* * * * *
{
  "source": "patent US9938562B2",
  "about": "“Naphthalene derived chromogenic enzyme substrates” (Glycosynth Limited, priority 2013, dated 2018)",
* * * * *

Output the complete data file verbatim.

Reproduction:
{
  "source": "patent US9938562B2",
  "about": "“Naphthalene derived chromogenic enzyme substrates” (Glycosynth Limited, priority 2013, dated 2018)",